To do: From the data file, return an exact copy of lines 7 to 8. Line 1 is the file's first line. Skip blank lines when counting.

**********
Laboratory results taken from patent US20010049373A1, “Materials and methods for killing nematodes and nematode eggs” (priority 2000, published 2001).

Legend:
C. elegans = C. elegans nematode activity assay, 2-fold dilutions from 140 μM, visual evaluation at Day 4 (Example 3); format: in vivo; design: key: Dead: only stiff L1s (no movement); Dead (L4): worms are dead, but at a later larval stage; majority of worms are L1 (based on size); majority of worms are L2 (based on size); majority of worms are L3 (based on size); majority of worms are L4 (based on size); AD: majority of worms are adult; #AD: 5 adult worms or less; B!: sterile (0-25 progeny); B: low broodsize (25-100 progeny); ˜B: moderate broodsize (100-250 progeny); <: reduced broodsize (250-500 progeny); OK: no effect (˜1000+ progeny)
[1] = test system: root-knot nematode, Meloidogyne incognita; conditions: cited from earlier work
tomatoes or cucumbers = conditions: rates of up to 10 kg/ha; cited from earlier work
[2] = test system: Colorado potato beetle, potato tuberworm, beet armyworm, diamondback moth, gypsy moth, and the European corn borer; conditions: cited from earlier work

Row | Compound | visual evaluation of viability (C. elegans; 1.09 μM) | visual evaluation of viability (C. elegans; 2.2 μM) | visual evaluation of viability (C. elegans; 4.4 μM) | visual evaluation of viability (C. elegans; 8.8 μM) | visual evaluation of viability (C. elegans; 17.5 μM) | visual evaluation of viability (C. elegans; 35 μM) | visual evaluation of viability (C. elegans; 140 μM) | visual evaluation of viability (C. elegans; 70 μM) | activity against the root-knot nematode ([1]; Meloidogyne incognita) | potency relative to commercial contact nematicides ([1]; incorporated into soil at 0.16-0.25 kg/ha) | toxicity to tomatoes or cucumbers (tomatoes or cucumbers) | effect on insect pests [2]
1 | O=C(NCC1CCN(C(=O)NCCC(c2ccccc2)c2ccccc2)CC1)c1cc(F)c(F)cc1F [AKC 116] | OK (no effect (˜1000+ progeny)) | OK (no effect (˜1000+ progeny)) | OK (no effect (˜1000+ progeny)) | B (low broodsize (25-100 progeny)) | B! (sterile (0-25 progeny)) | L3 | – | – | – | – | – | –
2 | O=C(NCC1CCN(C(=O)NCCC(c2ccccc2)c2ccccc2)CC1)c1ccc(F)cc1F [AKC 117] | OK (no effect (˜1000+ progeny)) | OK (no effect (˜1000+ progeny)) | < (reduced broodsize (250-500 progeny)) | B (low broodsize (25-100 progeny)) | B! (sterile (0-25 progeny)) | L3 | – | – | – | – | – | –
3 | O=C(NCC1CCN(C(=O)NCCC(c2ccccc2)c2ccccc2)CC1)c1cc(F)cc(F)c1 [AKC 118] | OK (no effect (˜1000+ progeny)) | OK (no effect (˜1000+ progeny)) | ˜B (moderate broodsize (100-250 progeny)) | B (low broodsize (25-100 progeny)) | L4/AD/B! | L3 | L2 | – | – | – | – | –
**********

Row | Compound | visual evaluation of viability (C. elegans; 1.09 μM) | visual evaluation of viability (C. elegans; 2.2 μM) | visual evaluation of viability (C. elegans; 4.4 μM) | visual evaluation of viability (C. elegans; 8.8 μM) | visual evaluation of viability (C. elegans; 17.5 μM) | visual evaluation of viability (C. elegans; 35 μM) | visual evaluation of viability (C. elegans; 140 μM) | visual evaluation of viability (C. elegans; 70 μM) | activity against the root-knot nematode ([1]; Meloidogyne incognita) | potency relative to commercial contact nematicides ([1]; incorporated into soil at 0.16-0.25 kg/ha) | toxicity to tomatoes or cucumbers (tomatoes or cucumbers) | effect on insect pests [2]
1 | O=C(NCC1CCN(C(=O)NCCC(c2ccccc2)c2ccccc2)CC1)c1cc(F)c(F)cc1F [AKC 116] | OK (no effect (˜1000+ progeny)) | OK (no effect (˜1000+ progeny)) | OK (no effect (˜1000+ progeny)) | B (low broodsize (25-100 progeny)) | B! (sterile (0-25 progeny)) | L3 | – | – | – | – | – | –